Since my first post on Project 33 I haven’t really been doing much driving. I guess it comes with the territory of having a modified car – every once in a while you have to sacrifice some time with it in order to fix issues that pop up. That’s pretty much where I’ve been for the past month or so.
As previously mentioned, ever since I bought my R33 GT-R more than 10 years ago, I’ve been going to Nissan Prince Tokyo Motorsports Factory (first located at Nissan’s dealership in Shinagawa, and now recently relocated to Sakura-Shinmachi), not only to get both maintenance and tuning work done, but also just to hang out. These guys are all gearheads and it’s always fun to just drop in for a chat. I always walk away having learned something obscure about Nissan or the GT-R.
This trip, however, wasn’t a drop in for a nerd-out session. I needed to go pick up my car as they had found a solution for what should have been a minor warranty claim. Being mid-week, I invited Dino along on the pretence that NPTMF was now the closest Nissan service center to him, so I would be more than happy to reintroduce him to the staff there. In actuality, being a hot day I just wanted a free air-conditioned ride out there…
So I left work early and took the train to Denenchofu station, where I found Mr. White Eyeglasses already waiting for me. I was hoping for one of his exotic press cars, but this blue Datsun thing would have to do. Oh well, so much for my Ferrari dreams…
As we drove towards the dealership, I had some fun trying to mess up his late ’90s tech Multi-Function Display (found only on the BNR34 and not on the earlier R32 and R33 GT-Rs), by randomly pressing the buttons while twirling the joystick around. I can see the appeal to the PlayStation generation. It’s a bit dated, but part of the 34’s charm I guess.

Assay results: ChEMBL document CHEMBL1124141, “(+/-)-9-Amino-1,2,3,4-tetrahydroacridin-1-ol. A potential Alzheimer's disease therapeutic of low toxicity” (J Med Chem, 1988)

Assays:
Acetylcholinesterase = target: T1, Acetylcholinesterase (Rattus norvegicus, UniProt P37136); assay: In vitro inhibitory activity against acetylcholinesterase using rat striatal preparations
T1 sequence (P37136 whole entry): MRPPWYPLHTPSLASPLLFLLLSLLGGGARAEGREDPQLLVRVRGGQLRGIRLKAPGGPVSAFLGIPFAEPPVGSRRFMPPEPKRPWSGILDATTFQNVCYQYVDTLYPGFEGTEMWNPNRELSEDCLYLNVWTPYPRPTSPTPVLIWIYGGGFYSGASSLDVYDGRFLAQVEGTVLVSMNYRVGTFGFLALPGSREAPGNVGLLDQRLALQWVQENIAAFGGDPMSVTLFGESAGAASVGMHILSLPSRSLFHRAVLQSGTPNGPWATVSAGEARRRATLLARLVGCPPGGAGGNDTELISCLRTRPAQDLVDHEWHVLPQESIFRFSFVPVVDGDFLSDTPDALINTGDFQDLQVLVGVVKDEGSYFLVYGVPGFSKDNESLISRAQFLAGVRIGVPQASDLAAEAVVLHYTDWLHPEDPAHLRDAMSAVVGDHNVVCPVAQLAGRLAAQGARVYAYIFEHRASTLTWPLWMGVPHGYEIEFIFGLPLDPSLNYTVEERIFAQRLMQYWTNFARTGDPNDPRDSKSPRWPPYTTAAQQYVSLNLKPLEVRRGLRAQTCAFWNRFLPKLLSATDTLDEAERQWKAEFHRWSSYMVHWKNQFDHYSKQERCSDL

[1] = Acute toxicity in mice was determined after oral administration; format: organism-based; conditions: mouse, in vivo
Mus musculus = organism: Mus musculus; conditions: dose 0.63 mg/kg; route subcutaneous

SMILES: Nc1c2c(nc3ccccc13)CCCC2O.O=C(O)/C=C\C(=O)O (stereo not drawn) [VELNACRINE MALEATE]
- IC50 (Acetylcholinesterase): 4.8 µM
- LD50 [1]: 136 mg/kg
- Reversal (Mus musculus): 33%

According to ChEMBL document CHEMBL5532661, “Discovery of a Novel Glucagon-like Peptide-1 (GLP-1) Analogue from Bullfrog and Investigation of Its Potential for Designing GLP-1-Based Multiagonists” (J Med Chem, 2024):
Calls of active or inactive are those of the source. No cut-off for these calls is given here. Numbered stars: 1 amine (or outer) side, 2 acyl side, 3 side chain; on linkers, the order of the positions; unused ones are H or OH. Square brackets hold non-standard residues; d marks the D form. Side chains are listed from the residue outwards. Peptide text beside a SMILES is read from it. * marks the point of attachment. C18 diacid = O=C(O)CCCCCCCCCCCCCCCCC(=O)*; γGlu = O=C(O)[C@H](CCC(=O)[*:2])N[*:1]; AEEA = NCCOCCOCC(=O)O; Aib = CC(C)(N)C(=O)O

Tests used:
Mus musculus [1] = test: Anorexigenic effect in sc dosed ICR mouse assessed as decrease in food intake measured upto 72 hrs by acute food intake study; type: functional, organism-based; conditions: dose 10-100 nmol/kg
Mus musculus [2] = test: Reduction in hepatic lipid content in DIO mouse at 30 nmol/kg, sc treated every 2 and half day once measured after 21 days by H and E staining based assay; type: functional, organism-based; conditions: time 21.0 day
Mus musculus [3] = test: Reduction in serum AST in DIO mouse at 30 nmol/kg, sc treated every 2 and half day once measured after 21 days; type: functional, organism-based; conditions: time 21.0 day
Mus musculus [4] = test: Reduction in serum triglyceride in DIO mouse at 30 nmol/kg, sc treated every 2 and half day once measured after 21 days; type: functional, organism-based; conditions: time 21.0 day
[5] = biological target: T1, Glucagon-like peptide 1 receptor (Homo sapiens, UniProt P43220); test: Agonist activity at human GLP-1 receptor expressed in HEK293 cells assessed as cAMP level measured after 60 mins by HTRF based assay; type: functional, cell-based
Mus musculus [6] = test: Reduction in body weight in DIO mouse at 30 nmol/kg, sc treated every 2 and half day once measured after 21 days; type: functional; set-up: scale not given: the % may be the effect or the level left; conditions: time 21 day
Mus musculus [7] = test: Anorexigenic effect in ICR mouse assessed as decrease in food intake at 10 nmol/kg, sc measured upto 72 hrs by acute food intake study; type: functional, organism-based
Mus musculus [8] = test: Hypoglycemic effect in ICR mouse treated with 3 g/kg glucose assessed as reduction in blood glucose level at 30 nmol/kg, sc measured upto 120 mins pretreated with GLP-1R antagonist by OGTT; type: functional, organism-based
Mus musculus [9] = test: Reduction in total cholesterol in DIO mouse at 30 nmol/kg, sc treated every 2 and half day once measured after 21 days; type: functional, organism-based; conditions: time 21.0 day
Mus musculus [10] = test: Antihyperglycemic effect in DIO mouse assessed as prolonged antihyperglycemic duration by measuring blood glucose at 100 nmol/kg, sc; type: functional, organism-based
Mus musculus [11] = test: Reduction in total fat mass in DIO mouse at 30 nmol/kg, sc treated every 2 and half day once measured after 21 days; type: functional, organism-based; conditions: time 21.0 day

We ended up taking the side streets to avoid the perpetual traffic jam on Kanpachi Dori; even those vaunted Italian driving skills don’t help much on crowded Tokyo streets.
On arrival we parked next to this new ‘used’ 2016 Nismo R35. It still had the pre-delivery plastic on all the outside carbon bits, along with most of the interior. I wonder how they are going to sell this when the 2017s have just gone on sale…
While the signage says ‘Nismo Performance Center Tokyo’ this is actually where Nissan Prince Tokyo’s Motorsports Factory (herein referred to as NPTMF) operates out of. Although in Japanese, here is a link on its history – these same mechanics used to work on the N1 Taikyu GT-R race cars in the glory years, when each Nissan Prince dealership fielded their own race cars and support teams. Additionally, most Japanese GT-R owners tend to get their cars serviced at the dealer, so NPTMF’s mechanics work on these cars all the time. In other words, these guys are some of the world’s top GT-R mechanics, with skills honed both on the racetrack as well as on a daily basis.
Now, although Dino always tries to make me look like more of a geek/otaku nerd than him by taking photos like this, the reality is I didn’t really know how to use the calipers I’m holding. Plus, he insisted I bring my DSLR – honest! When I challenged him if he knew how to use the calipers, he gave one of those indignant Italian snorts. “Of course!”
I had actually taken my car in last week for a long overdue laser wheel alignment, and asked them to check into something that my local tuner had mentioned a few weeks back. By the time I arrived, my car was already on this lift, ready to be inspected.
Even though well worn, these service floors are clean enough to eat off of. I see at least 1600 horsepower in this photo.Problem & Solution: Superlative Service
My major car related expense last year was the installation of Nismo’s Getrag transmission conversion kit for the BNR32/BCNR33. Expensive, but because I wanted brand new and Nismo (OEM) quality, I took a chance and handed over the credit card. Eleven months and 731 kilometers later – yes, while I’m still breaking in the 6-speed Getrag – my local tuner spotted oil leaking from the new transfer case…
Unfortunately for me, my understanding is that despite photographic and written evidence from NPTMF, Nismo refused to replace or repair the transfer case under warranty. So the first thing I did once I got under the car was to inspect the bottom of the transmission and transfer case to see if the NPTMF techs had been able come up with a solution.